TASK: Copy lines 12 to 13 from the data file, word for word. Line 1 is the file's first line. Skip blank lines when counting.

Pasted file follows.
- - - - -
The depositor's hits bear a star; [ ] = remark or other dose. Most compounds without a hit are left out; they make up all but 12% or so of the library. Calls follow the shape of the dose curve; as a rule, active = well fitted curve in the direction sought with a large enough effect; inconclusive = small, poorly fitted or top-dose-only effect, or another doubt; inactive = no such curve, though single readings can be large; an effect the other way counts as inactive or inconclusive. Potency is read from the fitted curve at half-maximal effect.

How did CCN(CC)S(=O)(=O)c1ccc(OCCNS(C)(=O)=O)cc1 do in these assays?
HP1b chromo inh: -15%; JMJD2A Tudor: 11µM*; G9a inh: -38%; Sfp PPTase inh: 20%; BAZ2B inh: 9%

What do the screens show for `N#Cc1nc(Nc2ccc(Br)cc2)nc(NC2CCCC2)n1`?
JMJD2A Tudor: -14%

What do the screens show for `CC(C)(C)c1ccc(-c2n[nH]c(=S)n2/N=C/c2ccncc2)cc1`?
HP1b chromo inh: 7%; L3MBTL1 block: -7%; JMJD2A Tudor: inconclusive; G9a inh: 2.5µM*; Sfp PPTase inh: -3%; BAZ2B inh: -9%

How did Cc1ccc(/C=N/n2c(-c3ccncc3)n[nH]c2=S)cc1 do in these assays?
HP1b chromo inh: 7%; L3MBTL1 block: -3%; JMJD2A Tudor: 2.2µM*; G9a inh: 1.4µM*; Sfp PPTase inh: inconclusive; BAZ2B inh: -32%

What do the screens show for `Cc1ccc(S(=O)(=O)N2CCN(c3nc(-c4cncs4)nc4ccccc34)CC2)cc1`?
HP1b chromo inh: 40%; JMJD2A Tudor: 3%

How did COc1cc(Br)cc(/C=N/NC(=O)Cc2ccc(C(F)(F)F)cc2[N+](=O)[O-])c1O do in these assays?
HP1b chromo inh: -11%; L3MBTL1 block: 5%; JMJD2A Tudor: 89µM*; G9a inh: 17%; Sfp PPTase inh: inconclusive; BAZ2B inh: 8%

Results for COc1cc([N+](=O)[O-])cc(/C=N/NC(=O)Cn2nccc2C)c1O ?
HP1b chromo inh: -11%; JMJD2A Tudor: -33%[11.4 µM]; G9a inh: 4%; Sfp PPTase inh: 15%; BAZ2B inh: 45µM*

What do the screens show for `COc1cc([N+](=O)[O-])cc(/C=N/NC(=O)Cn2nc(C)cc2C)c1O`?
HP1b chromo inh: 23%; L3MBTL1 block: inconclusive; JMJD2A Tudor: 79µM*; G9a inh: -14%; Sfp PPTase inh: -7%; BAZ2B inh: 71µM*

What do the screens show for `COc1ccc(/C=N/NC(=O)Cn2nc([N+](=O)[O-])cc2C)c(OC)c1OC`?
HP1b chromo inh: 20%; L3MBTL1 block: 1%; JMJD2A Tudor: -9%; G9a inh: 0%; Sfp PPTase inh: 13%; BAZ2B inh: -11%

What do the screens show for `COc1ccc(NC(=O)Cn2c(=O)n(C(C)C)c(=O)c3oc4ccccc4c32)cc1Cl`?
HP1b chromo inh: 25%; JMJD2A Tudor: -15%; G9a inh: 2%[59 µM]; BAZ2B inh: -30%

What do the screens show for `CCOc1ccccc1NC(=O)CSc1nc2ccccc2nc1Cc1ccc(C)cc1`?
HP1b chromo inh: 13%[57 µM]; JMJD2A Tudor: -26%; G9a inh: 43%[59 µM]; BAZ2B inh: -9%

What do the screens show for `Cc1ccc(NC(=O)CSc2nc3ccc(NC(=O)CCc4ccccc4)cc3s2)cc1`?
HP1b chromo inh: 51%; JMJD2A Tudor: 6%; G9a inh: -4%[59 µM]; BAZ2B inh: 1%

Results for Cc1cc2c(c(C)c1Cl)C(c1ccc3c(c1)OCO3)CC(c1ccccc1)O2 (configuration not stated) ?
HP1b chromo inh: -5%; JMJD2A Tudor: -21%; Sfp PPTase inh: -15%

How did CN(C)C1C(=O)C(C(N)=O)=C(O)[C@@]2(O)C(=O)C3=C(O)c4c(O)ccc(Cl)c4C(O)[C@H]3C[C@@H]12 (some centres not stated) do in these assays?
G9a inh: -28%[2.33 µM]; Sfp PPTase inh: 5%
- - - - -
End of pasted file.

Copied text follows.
How did COc1cc(Br)cc(/C=N/NC(=O)Cc2ccc(C(F)(F)F)cc2[N+](=O)[O-])c1O do in these assays?
HP1b chromo inh: -11%; L3MBTL1 block: 5%; JMJD2A Tudor: 89µM*; G9a inh: 17%; Sfp PPTase inh: inconclusive; BAZ2B inh: 8%